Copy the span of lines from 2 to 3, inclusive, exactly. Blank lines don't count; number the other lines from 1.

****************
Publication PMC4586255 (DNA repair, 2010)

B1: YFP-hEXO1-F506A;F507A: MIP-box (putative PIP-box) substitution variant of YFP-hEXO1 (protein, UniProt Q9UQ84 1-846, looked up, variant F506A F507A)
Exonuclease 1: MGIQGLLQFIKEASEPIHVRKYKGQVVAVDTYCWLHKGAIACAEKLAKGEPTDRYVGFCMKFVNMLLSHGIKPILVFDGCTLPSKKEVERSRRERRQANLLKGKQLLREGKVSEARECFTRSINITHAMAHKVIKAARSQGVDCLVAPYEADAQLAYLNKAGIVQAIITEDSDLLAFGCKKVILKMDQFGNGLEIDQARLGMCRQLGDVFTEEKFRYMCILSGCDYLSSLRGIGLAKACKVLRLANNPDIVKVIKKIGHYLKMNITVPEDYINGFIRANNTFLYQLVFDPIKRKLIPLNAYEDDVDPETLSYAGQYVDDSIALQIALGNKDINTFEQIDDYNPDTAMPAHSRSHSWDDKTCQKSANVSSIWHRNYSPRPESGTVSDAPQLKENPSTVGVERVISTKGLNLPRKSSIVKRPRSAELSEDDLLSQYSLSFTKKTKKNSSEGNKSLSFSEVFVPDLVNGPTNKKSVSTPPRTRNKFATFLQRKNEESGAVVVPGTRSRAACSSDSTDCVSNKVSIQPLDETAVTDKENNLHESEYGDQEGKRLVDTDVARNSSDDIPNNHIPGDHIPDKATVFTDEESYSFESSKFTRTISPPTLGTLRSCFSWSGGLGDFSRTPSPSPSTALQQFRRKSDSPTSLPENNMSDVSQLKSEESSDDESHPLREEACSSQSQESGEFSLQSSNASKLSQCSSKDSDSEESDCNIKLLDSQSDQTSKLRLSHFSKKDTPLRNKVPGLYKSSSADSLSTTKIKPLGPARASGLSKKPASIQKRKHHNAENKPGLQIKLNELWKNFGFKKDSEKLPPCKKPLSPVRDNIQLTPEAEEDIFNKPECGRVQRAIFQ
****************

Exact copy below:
B1: YFP-hEXO1-F506A;F507A: MIP-box (putative PIP-box) substitution variant of YFP-hEXO1 (protein, UniProt Q9UQ84 1-846, looked up, variant F506A F507A)
Exonuclease 1: MGIQGLLQFIKEASEPIHVRKYKGQVVAVDTYCWLHKGAIACAEKLAKGEPTDRYVGFCMKFVNMLLSHGIKPILVFDGCTLPSKKEVERSRRERRQANLLKGKQLLREGKVSEARECFTRSINITHAMAHKVIKAARSQGVDCLVAPYEADAQLAYLNKAGIVQAIITEDSDLLAFGCKKVILKMDQFGNGLEIDQARLGMCRQLGDVFTEEKFRYMCILSGCDYLSSLRGIGLAKACKVLRLANNPDIVKVIKKIGHYLKMNITVPEDYINGFIRANNTFLYQLVFDPIKRKLIPLNAYEDDVDPETLSYAGQYVDDSIALQIALGNKDINTFEQIDDYNPDTAMPAHSRSHSWDDKTCQKSANVSSIWHRNYSPRPESGTVSDAPQLKENPSTVGVERVISTKGLNLPRKSSIVKRPRSAELSEDDLLSQYSLSFTKKTKKNSSEGNKSLSFSEVFVPDLVNGPTNKKSVSTPPRTRNKFATFLQRKNEESGAVVVPGTRSRAACSSDSTDCVSNKVSIQPLDETAVTDKENNLHESEYGDQEGKRLVDTDVARNSSDDIPNNHIPGDHIPDKATVFTDEESYSFESSKFTRTISPPTLGTLRSCFSWSGGLGDFSRTPSPSPSTALQQFRRKSDSPTSLPENNMSDVSQLKSEESSDDESHPLREEACSSQSQESGEFSLQSSNASKLSQCSSKDSDSEESDCNIKLLDSQSDQTSKLRLSHFSKKDTPLRNKVPGLYKSSSADSLSTTKIKPLGPARASGLSKKPASIQKRKHHNAENKPGLQIKLNELWKNFGFKKDSEKLPPCKKPLSPVRDNIQLTPEAEEDIFNKPECGRVQRAIFQ